Reading was my sanctuary, a place where I could disappear for hours at a time, lost in the pages of a good book. It didn’t take long before I felt the urge to create my own.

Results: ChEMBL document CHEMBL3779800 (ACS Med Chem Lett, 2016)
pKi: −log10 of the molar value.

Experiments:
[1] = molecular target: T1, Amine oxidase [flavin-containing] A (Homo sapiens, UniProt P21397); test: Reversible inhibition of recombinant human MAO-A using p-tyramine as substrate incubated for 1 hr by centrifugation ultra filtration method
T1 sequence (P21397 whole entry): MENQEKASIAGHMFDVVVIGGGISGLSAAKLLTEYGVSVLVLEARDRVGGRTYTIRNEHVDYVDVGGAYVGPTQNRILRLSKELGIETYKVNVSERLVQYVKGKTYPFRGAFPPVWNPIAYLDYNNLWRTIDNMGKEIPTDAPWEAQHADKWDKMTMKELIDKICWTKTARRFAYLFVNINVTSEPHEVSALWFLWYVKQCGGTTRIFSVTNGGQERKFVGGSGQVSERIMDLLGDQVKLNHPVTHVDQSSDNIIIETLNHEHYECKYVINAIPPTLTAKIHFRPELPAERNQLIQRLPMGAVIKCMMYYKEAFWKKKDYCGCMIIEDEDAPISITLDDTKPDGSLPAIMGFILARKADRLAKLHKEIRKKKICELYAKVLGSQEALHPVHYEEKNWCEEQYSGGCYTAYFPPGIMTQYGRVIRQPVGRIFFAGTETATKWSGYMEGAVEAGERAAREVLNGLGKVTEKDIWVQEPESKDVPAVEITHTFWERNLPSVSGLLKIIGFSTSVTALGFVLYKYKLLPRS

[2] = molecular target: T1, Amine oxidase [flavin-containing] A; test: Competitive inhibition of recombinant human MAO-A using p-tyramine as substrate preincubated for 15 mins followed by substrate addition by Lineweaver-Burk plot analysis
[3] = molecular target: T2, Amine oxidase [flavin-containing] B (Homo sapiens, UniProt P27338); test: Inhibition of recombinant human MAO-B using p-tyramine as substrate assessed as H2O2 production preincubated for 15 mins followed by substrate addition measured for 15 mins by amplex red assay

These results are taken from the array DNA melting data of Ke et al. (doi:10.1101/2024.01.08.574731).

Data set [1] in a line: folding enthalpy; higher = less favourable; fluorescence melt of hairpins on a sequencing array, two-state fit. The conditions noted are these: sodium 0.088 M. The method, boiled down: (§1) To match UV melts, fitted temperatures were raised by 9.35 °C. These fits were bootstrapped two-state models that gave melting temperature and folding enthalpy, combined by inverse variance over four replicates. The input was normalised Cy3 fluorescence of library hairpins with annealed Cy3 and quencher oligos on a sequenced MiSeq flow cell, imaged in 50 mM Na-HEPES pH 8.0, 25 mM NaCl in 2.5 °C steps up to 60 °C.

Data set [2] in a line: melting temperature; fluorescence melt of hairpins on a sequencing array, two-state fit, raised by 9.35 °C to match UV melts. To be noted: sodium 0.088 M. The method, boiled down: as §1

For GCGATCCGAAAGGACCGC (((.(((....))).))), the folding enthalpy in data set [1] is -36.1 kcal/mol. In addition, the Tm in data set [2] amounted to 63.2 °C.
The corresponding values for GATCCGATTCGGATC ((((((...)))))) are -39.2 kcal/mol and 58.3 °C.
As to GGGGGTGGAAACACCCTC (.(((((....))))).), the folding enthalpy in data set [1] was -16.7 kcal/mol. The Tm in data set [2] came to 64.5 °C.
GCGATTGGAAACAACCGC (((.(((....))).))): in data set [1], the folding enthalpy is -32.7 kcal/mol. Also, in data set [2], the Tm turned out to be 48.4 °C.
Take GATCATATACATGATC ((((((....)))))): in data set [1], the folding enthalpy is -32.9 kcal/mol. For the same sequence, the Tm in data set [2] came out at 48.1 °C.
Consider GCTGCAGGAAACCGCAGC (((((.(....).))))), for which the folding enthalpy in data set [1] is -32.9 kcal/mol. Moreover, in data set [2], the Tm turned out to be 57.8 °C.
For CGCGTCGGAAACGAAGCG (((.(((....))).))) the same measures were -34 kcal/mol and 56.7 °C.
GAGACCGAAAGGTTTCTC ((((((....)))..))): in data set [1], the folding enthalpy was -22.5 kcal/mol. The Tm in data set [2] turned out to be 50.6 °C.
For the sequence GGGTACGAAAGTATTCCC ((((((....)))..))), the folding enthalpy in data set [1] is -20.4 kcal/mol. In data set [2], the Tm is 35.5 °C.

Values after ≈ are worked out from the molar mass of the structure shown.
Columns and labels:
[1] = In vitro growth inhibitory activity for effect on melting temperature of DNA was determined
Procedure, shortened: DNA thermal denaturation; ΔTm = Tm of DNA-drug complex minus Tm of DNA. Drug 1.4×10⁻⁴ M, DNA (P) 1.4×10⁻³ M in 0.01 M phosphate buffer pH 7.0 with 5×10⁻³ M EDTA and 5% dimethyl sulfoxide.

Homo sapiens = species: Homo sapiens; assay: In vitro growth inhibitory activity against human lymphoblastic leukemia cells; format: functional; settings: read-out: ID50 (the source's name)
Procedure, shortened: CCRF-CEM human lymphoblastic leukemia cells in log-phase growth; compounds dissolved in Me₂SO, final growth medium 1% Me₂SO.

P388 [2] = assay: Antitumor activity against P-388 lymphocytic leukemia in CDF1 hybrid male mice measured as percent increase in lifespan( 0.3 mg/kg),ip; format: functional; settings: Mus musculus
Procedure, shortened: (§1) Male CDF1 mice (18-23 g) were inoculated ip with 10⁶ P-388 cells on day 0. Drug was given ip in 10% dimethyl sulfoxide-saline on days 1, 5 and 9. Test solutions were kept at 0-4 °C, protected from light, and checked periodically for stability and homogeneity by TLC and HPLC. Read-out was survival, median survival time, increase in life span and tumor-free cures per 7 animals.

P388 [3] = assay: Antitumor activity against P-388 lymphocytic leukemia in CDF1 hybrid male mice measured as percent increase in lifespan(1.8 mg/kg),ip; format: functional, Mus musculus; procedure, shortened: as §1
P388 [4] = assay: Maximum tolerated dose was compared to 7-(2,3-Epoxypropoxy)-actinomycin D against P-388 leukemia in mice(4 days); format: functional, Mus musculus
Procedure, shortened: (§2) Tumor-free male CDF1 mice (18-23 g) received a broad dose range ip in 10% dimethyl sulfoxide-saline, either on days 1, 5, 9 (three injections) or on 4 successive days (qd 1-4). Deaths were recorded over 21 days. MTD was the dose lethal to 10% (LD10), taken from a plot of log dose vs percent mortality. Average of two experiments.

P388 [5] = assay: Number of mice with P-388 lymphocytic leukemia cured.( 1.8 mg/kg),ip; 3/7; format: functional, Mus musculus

I first began to write as a child, spinning tales of ghosts and gremlins, mystical places and people. For most of us, that’s where it begins—as children we have such wonderful imaginations, some of us have simply found it hard to grow up. I’ve spent countless hours trying to explain to friends and family why I enjoy it, why I would rather lock myself in a quiet little room and put pen to paper for hours at a time than throw around a baseball or simply watch television. Don’t get me wrong, sometimes I want to do just that, sometimes I wish for it, but even then the need to write is always there in the back of my mind, the characters are impatiently tapping their feet, waiting their turn, wanting to be heard. I wake in the middle of the night and reach for the pad beside my bed, sometimes scrawling page after page of their words, their lives. Then they’re quiet, if only for a little while. To stop would mean madness, or even worse—the calm, numbing sanity I see in others as they slip through the day without purpose. They don’t know what it’s like, they don’t understand. Something as simple as a pencil can open the door to a new world, can create life or experience death. Writing can take you to places you’ve never been, introduce you to people you’ve never met, take you back to when you first saw those shadows in your room, when you first heard the sounds mumbling ever so softly from your closet, and it can show you what uttered them. It can scare the hell out of you, and that’s when you know it’s good.